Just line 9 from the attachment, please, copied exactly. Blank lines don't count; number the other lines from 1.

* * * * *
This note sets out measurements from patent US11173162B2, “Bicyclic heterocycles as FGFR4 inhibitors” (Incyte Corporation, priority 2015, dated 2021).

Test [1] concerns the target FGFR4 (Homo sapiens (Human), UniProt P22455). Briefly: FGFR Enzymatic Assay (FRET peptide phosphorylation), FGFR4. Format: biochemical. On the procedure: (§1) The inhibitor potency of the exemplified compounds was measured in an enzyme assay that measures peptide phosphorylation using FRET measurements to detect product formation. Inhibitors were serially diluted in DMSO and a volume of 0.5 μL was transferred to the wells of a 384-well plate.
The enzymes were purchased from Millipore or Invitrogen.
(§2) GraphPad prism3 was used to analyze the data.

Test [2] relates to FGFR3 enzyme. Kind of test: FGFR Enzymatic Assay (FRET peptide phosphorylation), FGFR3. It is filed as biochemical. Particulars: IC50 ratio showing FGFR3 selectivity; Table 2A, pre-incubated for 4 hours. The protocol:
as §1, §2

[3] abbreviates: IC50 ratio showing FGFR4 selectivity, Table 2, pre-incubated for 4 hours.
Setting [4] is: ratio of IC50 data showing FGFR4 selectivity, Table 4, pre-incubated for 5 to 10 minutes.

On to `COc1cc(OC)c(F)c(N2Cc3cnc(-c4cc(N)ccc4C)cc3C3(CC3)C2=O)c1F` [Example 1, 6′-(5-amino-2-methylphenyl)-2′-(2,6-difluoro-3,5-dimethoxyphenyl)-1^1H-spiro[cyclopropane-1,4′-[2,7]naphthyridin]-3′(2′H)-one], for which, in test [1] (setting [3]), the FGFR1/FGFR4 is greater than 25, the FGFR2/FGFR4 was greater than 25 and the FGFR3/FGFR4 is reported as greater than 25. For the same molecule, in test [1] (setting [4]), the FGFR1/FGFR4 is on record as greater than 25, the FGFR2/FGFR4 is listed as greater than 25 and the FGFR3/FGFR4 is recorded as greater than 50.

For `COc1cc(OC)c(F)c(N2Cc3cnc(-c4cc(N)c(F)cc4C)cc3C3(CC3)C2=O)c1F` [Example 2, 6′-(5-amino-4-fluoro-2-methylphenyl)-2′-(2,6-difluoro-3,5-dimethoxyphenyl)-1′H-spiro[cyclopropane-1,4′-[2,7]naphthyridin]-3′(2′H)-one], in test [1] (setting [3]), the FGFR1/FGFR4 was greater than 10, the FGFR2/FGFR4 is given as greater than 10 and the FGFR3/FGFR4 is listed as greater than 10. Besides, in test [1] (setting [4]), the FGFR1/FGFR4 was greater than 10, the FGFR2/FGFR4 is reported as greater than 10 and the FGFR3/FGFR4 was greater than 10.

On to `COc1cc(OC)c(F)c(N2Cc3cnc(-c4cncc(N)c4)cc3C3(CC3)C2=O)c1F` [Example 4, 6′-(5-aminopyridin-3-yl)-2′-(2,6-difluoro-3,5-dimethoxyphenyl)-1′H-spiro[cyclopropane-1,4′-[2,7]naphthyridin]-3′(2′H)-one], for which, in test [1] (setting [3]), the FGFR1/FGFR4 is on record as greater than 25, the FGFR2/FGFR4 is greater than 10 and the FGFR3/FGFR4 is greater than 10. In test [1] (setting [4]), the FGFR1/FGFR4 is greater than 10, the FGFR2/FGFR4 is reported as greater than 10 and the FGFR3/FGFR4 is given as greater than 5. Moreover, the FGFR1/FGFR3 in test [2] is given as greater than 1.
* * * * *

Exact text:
On to `COc1cc(OC)c(F)c(N2Cc3cnc(-c4cc(N)ccc4C)cc3C3(CC3)C2=O)c1F` [Example 1, 6′-(5-amino-2-methylphenyl)-2′-(2,6-difluoro-3,5-dimethoxyphenyl)-1^1H-spiro[cyclopropane-1,4′-[2,7]naphthyridin]-3′(2′H)-one], for which, in test [1] (setting [3]), the FGFR1/FGFR4 is greater than 25, the FGFR2/FGFR4 was greater than 25 and the FGFR3/FGFR4 is reported as greater than 25. For the same molecule, in test [1] (setting [4]), the FGFR1/FGFR4 is on record as greater than 25, the FGFR2/FGFR4 is listed as greater than 25 and the FGFR3/FGFR4 is recorded as greater than 50.